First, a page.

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Protecting and nurturing our trees

Lewisham Council looks after about 37,000 trees, and we continue to add to this number year on year.

Through the regeneration of Beckenham Place Park, which saw more than 24,000 whips planted since 2017 and our ongoing partnership with Street Trees for Living to create more leafy streets, we are sowing the seeds for a greener Lewisham. 

As we prepare for the new planting season, our Cabinet Member for Environment and Transport, Cllr Patrick Codd, explains why protecting and nurturing trees is so important to the Council – and highlights an opportunity for community groups to request the planting of new trees, along with other improvements, in their local green space.

Trees are really important to us for many reasons – including our mission to become carbon neutral by 2030. We recognise the many benefits that mature trees provide in terms of biodiversity, shading, flood prevention and the visual appearance of our borough’s landscape. As part of our strategy to build a greener future for Lewisham, we are committed to protecting and nurturing trees.

Transforming Beckenham Place Park from a golf course into a park for the whole community several years ago presented the ideal opportunity to plant thousands of new trees. Through these we have introduced a range of improvements, from restoration of woodland that had been lost through expansion of the golf course, to enhancement of park boundaries and creation of new hedgerows.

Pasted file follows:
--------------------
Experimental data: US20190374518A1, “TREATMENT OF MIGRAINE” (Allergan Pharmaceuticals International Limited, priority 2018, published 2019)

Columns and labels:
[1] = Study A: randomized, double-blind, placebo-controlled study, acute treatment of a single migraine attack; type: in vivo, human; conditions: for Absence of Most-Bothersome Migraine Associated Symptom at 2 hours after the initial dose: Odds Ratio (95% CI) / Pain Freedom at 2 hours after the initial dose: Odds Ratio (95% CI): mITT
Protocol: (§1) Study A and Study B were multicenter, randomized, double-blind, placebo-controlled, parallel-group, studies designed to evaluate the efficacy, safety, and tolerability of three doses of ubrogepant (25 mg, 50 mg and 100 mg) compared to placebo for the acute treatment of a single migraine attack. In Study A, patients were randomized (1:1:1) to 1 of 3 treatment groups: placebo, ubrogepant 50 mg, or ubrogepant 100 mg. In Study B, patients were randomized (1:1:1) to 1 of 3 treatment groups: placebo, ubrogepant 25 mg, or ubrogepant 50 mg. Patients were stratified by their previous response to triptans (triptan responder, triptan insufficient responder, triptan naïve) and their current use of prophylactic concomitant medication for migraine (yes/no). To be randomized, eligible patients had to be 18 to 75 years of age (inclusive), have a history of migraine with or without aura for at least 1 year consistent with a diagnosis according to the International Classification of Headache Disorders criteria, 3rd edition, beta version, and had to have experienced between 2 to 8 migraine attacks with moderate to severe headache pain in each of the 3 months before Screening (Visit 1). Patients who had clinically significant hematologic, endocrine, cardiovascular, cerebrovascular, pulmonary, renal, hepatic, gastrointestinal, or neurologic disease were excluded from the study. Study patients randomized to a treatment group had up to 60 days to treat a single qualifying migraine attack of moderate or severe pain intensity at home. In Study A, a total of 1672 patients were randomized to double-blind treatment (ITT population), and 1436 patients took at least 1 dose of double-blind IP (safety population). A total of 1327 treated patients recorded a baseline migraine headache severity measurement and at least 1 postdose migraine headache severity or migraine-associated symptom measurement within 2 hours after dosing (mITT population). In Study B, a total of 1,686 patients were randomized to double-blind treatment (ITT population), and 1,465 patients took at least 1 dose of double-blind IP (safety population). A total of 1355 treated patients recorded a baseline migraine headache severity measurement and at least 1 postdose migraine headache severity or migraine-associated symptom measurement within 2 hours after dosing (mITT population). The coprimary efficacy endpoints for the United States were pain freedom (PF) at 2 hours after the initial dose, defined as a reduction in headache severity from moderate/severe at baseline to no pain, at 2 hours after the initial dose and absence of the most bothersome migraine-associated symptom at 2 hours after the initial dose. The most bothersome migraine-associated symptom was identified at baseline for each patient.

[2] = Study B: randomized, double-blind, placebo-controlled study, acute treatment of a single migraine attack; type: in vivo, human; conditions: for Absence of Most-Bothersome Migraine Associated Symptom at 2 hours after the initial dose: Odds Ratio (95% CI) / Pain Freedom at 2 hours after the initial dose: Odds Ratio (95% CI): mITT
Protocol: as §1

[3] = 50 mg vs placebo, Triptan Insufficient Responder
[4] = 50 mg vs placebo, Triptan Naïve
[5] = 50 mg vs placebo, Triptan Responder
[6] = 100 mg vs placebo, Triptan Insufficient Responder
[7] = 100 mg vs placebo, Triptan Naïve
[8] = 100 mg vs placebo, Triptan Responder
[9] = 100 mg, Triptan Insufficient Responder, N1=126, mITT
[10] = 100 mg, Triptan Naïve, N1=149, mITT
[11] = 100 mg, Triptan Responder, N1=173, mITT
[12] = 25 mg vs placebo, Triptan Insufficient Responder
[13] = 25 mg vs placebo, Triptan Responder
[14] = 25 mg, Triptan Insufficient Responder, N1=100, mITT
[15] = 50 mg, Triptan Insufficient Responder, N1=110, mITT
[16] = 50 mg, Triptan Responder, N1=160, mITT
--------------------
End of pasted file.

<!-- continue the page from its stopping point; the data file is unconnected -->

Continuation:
We have also worked in partnership with the charity Street Trees for Living to plant hundreds more in streets around the borough – on average more than 230 per year since 2017. The new planting season begins later this month and our tree services team is preparing to deliver at least as many again this year.

Sadly, and of course inevitably because they are living things, some of our trees will die each year. And sometimes we are forced to fell others because they are diseased or implicated in the subsidence of a third-party property. We do need to be mindful of the impact on affected property owners, as illustrated in MyLondon news. We only fell a tree if we are absolutely sure there is no viable alternative – and we always do so with a heavy heart. However, I am determined to ensure that the number of trees planted in a year far outweighs the number of trees lost. We recognise it will be many years before new trees are able to offer the benefits of mature ones, but we can at least take this step for the sake of future generations.

Greening Fund

We know that many of our residents are also strongly committed to the protection and nurturing of green spaces and biodiversity in our borough. For those who are active in a community group supporting one of our wonderful parks and green spaces, there is the opportunity to apply for funding through our £1 million Greening Fund.

Now in the second phase of its five-year programme, the Greening Fund offers a ‘shopping list’ of infrastructure improvements that local groups can easily apply for. Phase 1 brought enhancements to 33 sites across the borough – including trees, biodiversity enhancements, plants and raised bed planters. Other improvements on offer include compost toilets, water-saving storage tanks, and bird or bat nest boxes.

Local groups can find more information about the Greening Fund on our website. But anyone keen to apply must act quickly: the deadline for applications is 24 September.

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